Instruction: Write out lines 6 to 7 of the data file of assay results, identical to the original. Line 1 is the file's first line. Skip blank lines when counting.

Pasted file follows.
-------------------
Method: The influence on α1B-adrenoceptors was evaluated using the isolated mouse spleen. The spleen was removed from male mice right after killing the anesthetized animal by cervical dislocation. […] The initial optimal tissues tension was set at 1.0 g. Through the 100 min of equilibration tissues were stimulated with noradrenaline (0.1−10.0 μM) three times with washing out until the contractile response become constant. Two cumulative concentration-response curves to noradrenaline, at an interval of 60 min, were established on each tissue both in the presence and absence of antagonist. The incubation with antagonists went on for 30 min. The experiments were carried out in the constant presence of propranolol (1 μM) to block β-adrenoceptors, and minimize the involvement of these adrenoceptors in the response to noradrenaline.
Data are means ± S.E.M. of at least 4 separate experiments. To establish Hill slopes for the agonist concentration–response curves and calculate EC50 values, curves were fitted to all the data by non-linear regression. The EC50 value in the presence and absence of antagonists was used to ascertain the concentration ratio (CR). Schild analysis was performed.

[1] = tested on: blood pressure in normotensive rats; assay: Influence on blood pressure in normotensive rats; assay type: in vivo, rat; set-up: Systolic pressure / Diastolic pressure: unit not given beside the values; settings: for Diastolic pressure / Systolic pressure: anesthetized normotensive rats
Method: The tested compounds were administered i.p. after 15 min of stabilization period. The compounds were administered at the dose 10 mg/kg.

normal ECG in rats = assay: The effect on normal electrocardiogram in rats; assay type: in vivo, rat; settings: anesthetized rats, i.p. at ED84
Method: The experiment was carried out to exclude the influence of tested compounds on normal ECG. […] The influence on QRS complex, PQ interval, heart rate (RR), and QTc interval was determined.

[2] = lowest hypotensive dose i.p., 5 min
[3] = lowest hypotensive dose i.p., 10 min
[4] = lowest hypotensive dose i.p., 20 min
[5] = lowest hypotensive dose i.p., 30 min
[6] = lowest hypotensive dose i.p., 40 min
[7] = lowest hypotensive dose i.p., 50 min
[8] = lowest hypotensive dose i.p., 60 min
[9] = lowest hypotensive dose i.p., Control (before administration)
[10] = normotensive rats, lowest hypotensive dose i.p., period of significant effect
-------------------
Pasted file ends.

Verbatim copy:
Method: The experiment was carried out to exclude the influence of tested compounds on normal ECG. […] The influence on QRS complex, PQ interval, heart rate (RR), and QTc interval was determined.

[2] = lowest hypotensive dose i.p., 5 min